Automated demand response (ADR) technology was pervasive at the recent DistribuTECH conference in San Antonio, as vendors from all sides of the utility spectrum are looking to get a piece of the DR pie and extract more value out of their core offerings. Companies that focus on utility operational systems want to incorporate DR management, while those that specialize in customer energy management want to move up the value chain and offer utilities full-service customer DR programs. Metering companies want to show the benefit of their hardware and data to provide smarter DR, and pureplay DR providers want to protect their territory and expand in both of the other directions as well.
There were some interesting press releases related to ADR in conjunction with DistribuTECH as well. AutoGrid announced a new $12.75 million investment round led by German utility E.ON. This funding will support AutoGrid’s customer growth, including international expansion. It will also allow the company to develop new applications for its Energy Data Platform software, which provides predictive analytics for big data and automated control for DR purposes.
Comverge released a new suite of IntelliSOURCE advanced applications for demand management optimization. The main component is a machine learning system that utilized big data analytics and two-way device telemetry to improve forecasting capabilities. This gives utilities the ability to transform DR from a mostly emergency resource to a real-time operational resource that facilitates renewable energy integration and supply management. Called Demand Response Optimization, the engine can determine the most cost-effective assets for a utility to deploy, taking customer and environmental factors into account.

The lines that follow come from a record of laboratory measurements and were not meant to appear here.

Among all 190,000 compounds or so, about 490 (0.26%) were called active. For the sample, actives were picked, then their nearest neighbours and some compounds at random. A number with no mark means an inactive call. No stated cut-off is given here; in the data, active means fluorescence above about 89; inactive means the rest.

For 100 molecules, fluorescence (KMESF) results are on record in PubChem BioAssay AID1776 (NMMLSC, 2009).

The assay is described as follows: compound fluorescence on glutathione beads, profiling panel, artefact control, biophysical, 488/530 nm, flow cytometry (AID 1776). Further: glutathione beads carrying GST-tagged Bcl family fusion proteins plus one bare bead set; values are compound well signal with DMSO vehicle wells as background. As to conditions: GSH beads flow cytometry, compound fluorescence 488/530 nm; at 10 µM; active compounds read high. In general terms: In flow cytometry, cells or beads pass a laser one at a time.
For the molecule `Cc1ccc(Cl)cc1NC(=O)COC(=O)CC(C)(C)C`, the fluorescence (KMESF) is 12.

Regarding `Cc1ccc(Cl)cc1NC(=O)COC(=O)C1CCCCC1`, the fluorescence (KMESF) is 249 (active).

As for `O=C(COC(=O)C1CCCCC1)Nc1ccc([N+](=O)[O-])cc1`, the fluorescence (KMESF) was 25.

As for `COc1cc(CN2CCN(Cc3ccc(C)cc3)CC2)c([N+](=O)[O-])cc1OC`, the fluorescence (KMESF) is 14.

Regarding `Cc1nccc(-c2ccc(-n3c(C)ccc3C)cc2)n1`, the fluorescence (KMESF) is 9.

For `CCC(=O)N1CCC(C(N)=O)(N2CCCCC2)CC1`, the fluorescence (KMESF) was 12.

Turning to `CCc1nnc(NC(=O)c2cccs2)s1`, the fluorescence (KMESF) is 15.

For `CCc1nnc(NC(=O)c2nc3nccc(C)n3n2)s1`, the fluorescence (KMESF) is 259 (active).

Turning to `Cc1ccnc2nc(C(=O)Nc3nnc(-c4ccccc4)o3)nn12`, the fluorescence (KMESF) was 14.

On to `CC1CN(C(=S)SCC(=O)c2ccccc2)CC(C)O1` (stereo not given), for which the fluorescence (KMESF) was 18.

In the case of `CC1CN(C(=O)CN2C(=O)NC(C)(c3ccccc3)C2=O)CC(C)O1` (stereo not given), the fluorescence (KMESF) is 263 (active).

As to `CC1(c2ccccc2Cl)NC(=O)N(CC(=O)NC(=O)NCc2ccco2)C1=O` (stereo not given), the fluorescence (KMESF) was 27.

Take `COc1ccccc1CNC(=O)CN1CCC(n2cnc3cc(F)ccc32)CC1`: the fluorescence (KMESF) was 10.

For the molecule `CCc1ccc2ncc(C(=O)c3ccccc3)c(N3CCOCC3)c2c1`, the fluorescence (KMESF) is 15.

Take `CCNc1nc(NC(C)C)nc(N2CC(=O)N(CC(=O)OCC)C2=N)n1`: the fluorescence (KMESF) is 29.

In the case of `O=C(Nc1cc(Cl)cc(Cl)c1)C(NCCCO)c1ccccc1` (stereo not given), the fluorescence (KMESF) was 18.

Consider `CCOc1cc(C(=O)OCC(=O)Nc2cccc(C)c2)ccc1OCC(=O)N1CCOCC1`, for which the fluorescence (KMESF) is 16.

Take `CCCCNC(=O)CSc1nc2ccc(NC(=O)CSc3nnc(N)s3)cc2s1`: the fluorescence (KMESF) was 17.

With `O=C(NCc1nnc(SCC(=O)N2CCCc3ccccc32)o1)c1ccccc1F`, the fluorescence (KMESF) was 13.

EnerNOC introduced a new utility DR product called Demand Manager, which is a software-as-a-service (SaaS) platform that provides utilities and retail electric providers with the tools to manage their DR programs. Unlike the typical model, where EnerNOC provides a turnkey, fully outsourced program management service, Demand Manager allows utilities to buy software and professional services if that’s what they prefer. The offering includes a data-integration application programming interface (API) that allows EnerNOC’s software to integrate with utility interval meters, thereby leveraging smart meter investments.
I have also heard from several utilities recently that they are looking to procure new demand response management systems in order to initiate ADR programs in addition to or in place of their existing manual or direct load control programs, so activity appears to be heating up on both the vendor and customer sides of the equation.
In my recent report on ADR, I forecast that the number of ADR-equipped sites worldwide will grow from fewer than 217,000 in 2014 to more than 1.9 million by 2023. The report, Automated Demand Response, examines the global ADR market with a focus on two key sectors: C&I and residential. Along with global market forecasts, the study provides an analysis of the market drivers and challenges, as well as the key technologies, related to ADR.
The full scope of ADR technology and the ADR market landscape will be covered in our upcoming webinar, Automated Demand Response, which will take place March 11, 2014 at 2:00 pm EDT. Click here to register.
Tags: Automated Demand Response, Conferences & Events, Demand Response, Energy Management, Smart Utilities Program, Utility Innovations
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